Sometimes I refer to myself in the third person,

call myself Johnny Steam, I hope you don’t mind.

Johnny Steam is a little more flamboyant than me.

Before a dental x-ray Johnny likes to draw a happy face with lead paint on the inside of his cheek. No price is too high for laughter.

Johnny Steam Toys with his Emotions

The first letter arrived scented with sweet peas, Russian thistle and ivory soap. The envelope parchment. A stamp featuring an old cathedral.

He had written it with his lefthand. It was a faintly familiar childish handwriting.It was from Evergreen, a woman of his imagination.

Like wearing clean underwear in case of an accident, he had picked an entirely fictitious name. He knew some of his female friends worried that he might be obsessed over them.

This first letter was set inSpain, Valencia. She described her days wandering the countryside. Its a great place to hike, no bugs, almost a deafening heat, but an oasis of orange trees every couple of miles. And you can steal all the oranges you want. None of the farmers have the energy to bother chasing you. After a couple of days of a solely orange diet (food and drink)the diarrhea is pretty intense ,but as long as you’re by yourself its O.K. And it only lasts a couple of days.

The second letter was stained with red wine. She had finally run into a young rancher willing to chase her for his oranges. They were living together in a white plaster building, clay tile roof, no glass in the windows. The rancher’s tame bull would stand at the window and look in as they played at sex on his duck feather mattress.

The third letter Johnny wrote late at night, drunk from an evening spent in a strip bar.She was bored of the rancher.And the rancher was only in love with the sex. She talked of when she had first heard ofJohnny, word of mouth from an ex-roommate. And why she had started to write to him, but that part was hard to understand, almost religious. She seemed to bethinking it was one of those spiritual connection things that are sometimes used to try and mask simple lust.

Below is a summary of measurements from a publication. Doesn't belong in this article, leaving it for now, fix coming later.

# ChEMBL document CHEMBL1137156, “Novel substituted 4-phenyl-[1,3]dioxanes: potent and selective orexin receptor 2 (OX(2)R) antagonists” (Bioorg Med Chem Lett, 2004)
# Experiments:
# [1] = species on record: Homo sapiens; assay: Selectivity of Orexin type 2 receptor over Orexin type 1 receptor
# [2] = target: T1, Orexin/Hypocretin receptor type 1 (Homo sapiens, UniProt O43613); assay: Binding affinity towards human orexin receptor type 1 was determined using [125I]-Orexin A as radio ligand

The fourth letter, she was back on the road again, and back to the cities. And out ofSpain. She had caught a ride with a Pepsi machine repairman on his way to a crisis in northern Greece. 800 miles in19 hours with $4000 of speeding tickets and 5.4 grams of cocaine. Two days after they had arrived she was still pacing the sea wall in Thesaloniki, her nose still bleeding. She was staying at the youth hostel, making room and board by low-tech forgery.Her goal in life was to acquire a taste for cheap Greek pine flavored wine.

Her fifth letter, Johnny had to question its truthfulness. She claimed to have walked all the way to Athens. Her description of the city was very superficial, as if she’d only ever seen brochures, or maybe a low-altitude fly-over. She said he could send her a reply care of the American Express there. It was the first time she’d mentioned a two-way communication. Johnny didn’t bother sending a reply.

Her sixth arrived postmarkedIstanbul. Johnny threw it away unopened.The seventh came fromPrague. She was high on intellectualism. Minds were boiling over in the vacuum of freedom. Art was life.Anarchy was her religion. The letter went on for 15 pages.And the paper, exquisite, hand made, scraps of bus transfers barely visible. She was living on baguettes, chocolate and weak tea.

The eight and ninth letters came from Prague as well. She was living the examined life.She appeared much more calm and cool, but that was just because her turmoil had become embedded deeper inside. She was happier than she’d ever been.But the air in Prague was yellow and her lungs had begun to ache.

The tenth letter was short. It just said when her plane would arrive. Johnny had even phoned a travel agent for information so he could use real flight times.

He went out to the airport when the day came, even though he knew she wouldn’t be on the plane. He just felt like it.